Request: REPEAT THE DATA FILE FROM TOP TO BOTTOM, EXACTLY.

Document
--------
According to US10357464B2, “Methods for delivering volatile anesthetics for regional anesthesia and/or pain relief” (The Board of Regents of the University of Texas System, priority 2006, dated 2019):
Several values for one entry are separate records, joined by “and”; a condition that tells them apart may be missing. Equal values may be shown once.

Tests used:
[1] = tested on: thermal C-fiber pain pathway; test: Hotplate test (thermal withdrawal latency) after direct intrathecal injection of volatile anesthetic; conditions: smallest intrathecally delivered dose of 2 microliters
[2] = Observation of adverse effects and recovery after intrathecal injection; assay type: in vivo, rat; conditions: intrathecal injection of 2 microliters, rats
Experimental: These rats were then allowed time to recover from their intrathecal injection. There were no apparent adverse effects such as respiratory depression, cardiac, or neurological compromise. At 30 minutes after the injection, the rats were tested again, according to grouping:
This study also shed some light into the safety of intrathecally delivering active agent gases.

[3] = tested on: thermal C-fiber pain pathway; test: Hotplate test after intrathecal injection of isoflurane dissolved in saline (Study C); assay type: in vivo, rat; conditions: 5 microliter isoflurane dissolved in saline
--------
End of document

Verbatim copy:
According to US10357464B2, “Methods for delivering volatile anesthetics for regional anesthesia and/or pain relief” (The Board of Regents of the University of Texas System, priority 2006, dated 2019):
Several values for one entry are separate records, joined by “and”; a condition that tells them apart may be missing. Equal values may be shown once.

Tests used:
[1] = tested on: thermal C-fiber pain pathway; test: Hotplate test (thermal withdrawal latency) after direct intrathecal injection of volatile anesthetic; conditions: smallest intrathecally delivered dose of 2 microliters
[2] = Observation of adverse effects and recovery after intrathecal injection; assay type: in vivo, rat; conditions: intrathecal injection of 2 microliters, rats
Experimental: These rats were then allowed time to recover from their intrathecal injection. There were no apparent adverse effects such as respiratory depression, cardiac, or neurological compromise. At 30 minutes after the injection, the rats were tested again, according to grouping:
This study also shed some light into the safety of intrathecally delivering active agent gases.

[3] = tested on: thermal C-fiber pain pathway; test: Hotplate test after intrathecal injection of isoflurane dissolved in saline (Study C); assay type: in vivo, rat; conditions: 5 microliter isoflurane dissolved in saline